At the beginning of the epidemic, Maharashtra and Kerala laccounted for the bulk of the confirmed cases . However, these States quickly moved in completely different directions: while Maharashtra saw an explosion in numbers and became the epicentre of the growth of the infection in the country, Kerala succeeded in in taming the infection to a large extent.

Several other States soon crossed Kerala in the number of cases, and the number of active cases in that State was as low as 16 in early May, when the return of expatriates began.

Kerala saw a surge in imported cases after that, which has continued since, but the State still accounts for less than 1 per cent of the total number of confirmed cases in India.

In contrast, Maharashtra’s share in the nation’s tally of fresh cases every day remains the highest despite the fact that the average growth of daily cases in the State has slowed down considerably and has been lower than the rate in the rest of the country since the end of May. This is chiefly because of the lasting effects of the earlier surge.

Surge post-June

Cases surged in Delhi and Tamil Nadu early on during Lockdown 1.0, a surge that was attributed mainly to the Tablighi Jamaat event in Nizamuddin in Delhi. However, this specific surge soon subsided and Gujarat, Rajasthan and Madhya Pradesh replaced these two States to drive up the country’s infection rate for most of April.

In May, however, there was another switching of positions between these two groups of States as Delhi and Tamil Nadu saw a fresh surge while Gujarat, Rajasthan and Madhya Pradesh saw an easing despite the lifting of lockdown restrictions.

This surge in Delhi and Tamil Nadu got intensified from the end of May when both States eased lockdown restrictions. During June, the combined share of these two States in the country’s total number of confirmed cases climbed rapidly to match that of Maharashtra, whose numbers had been slowly declining over the same period.

The surge in Delhi was also reflected in neighbouring regions, most notably Haryana, which earlier appeared to have brought the infection under control.

A rise in numbers in the east after the return of migrant workers added to the overall growth. This region, except West Bengal, had seen very few cases until then.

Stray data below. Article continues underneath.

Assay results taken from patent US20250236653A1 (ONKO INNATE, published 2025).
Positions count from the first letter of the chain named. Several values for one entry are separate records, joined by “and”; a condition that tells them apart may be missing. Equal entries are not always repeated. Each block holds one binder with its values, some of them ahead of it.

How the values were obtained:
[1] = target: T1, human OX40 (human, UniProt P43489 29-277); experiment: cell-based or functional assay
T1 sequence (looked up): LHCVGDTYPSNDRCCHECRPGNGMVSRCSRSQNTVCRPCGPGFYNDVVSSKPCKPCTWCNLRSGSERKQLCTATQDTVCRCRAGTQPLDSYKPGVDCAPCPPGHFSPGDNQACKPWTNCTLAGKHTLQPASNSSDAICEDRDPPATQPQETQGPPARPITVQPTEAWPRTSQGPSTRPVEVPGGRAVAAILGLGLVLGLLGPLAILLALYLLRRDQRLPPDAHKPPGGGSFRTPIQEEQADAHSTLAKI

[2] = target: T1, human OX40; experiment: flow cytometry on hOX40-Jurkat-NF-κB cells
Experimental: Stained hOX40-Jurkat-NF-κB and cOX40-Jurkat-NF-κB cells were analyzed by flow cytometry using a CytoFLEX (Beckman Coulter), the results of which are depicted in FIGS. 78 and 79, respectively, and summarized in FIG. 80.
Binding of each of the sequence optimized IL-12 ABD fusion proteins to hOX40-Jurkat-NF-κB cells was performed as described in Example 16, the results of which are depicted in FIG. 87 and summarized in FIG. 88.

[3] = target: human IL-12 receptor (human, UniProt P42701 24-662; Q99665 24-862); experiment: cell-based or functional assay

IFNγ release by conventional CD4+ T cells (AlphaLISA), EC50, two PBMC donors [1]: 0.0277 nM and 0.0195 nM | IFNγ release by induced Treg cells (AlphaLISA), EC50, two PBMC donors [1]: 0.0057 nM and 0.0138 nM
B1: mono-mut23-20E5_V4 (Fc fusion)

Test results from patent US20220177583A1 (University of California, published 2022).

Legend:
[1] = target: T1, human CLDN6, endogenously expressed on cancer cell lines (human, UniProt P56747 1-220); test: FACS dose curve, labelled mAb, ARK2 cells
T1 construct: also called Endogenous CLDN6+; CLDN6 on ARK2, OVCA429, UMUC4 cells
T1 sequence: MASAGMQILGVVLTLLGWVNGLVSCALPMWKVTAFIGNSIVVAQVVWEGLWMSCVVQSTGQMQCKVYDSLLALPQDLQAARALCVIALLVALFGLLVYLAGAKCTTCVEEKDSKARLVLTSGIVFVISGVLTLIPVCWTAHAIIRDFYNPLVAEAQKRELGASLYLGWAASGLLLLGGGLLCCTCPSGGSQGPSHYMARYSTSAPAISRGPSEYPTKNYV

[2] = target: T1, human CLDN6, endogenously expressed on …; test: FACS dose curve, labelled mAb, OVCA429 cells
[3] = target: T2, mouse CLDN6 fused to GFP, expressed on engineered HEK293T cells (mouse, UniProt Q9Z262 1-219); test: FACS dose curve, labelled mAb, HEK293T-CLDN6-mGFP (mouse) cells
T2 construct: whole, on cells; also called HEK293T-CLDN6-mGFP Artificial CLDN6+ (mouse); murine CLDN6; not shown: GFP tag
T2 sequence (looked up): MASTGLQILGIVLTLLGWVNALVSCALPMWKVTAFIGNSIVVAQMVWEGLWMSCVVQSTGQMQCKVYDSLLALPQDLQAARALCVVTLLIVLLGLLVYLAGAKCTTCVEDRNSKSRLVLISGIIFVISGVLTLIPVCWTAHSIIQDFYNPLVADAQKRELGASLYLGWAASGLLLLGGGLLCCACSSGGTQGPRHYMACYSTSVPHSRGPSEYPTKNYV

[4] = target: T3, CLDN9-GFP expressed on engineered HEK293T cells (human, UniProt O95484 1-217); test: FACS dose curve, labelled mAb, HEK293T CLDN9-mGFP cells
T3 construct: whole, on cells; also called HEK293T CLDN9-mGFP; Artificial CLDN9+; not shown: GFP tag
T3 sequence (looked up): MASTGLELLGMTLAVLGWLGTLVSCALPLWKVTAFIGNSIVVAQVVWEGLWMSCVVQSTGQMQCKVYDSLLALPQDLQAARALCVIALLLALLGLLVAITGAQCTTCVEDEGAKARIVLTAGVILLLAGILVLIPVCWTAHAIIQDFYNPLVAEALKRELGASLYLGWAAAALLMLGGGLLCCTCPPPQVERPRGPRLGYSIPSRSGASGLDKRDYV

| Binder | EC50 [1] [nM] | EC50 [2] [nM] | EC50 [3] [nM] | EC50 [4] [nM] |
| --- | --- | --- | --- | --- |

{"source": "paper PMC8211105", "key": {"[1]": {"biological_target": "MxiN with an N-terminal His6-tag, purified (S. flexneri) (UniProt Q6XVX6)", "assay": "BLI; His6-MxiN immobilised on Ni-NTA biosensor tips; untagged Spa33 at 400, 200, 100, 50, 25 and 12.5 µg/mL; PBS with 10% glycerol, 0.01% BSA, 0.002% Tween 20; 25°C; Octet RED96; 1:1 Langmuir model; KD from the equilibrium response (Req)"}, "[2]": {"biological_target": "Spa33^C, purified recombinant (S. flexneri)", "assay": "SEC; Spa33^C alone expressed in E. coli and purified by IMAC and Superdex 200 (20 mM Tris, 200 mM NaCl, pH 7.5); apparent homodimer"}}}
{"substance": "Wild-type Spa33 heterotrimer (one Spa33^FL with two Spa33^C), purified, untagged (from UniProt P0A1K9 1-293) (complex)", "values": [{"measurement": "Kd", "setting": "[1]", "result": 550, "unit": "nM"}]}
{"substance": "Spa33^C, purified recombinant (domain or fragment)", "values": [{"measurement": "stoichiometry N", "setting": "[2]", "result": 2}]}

Andhra Pradesh, Telangana and Karnataka appeared to have things under control and along with Kerala. Their combined share in the total number of confirmed cases began to steadily decline and stay below 5 per cent until the last week of June, when they started experiencing an acceleration of the infection. While Tamil Nadu’s daily numbers were higher because of the base created by the past growth, the rate of increase in these three States has been far higher.

States such as Gujarat, Madhya Pradesh and Rajasthan continue to add to the increasing numbers although their share in the overall growth of numbers has been coming down.

This leads to the question: Could the objective of taming the epidemic in India have been better achieved and with much less pain by a strategy of more targeted lockdowns spaced out in time, combined with a “trace and test” procedure?

The government’s strategy to impose a nationwide lockdown, when the number of cases and the regional spread was low, might have been counter-productive and played a role in creating conditions that accelerated the spread.

The Centre’s twin steps of overuse of the drastic containment measure, casting the net wide, and enhancing testing and ramping up the public health system capacity right at the beginning is probably flawed. It has resulted in a situation where both these steps are more difficult and expensive at a time when they are needed the most, given the country’s limited resources.